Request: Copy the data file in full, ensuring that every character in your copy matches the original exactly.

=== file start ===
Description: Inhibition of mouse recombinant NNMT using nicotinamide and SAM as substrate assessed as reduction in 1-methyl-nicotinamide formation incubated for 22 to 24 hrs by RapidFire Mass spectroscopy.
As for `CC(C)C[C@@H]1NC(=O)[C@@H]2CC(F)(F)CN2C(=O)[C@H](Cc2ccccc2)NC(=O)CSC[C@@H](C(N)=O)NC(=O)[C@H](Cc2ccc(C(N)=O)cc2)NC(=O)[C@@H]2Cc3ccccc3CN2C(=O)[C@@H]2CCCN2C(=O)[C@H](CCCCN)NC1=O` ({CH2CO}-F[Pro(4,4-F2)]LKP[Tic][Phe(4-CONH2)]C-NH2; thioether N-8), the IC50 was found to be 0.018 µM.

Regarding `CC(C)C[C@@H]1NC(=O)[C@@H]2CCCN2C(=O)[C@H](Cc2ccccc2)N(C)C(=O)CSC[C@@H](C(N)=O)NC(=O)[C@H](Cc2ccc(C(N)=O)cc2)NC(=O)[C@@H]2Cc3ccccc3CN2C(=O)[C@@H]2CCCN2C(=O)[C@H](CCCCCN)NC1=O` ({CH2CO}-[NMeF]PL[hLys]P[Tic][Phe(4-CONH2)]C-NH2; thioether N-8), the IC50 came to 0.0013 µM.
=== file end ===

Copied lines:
Description: Inhibition of mouse recombinant NNMT using nicotinamide and SAM as substrate assessed as reduction in 1-methyl-nicotinamide formation incubated for 22 to 24 hrs by RapidFire Mass spectroscopy.
As for `CC(C)C[C@@H]1NC(=O)[C@@H]2CC(F)(F)CN2C(=O)[C@H](Cc2ccccc2)NC(=O)CSC[C@@H](C(N)=O)NC(=O)[C@H](Cc2ccc(C(N)=O)cc2)NC(=O)[C@@H]2Cc3ccccc3CN2C(=O)[C@@H]2CCCN2C(=O)[C@H](CCCCN)NC1=O` ({CH2CO}-F[Pro(4,4-F2)]LKP[Tic][Phe(4-CONH2)]C-NH2; thioether N-8), the IC50 was found to be 0.018 µM.

Regarding `CC(C)C[C@@H]1NC(=O)[C@@H]2CCCN2C(=O)[C@H](Cc2ccccc2)N(C)C(=O)CSC[C@@H](C(N)=O)NC(=O)[C@H](Cc2ccc(C(N)=O)cc2)NC(=O)[C@@H]2Cc3ccccc3CN2C(=O)[C@@H]2CCCN2C(=O)[C@H](CCCCCN)NC1=O` ({CH2CO}-[NMeF]PL[hLys]P[Tic][Phe(4-CONH2)]C-NH2; thioether N-8), the IC50 came to 0.0013 µM.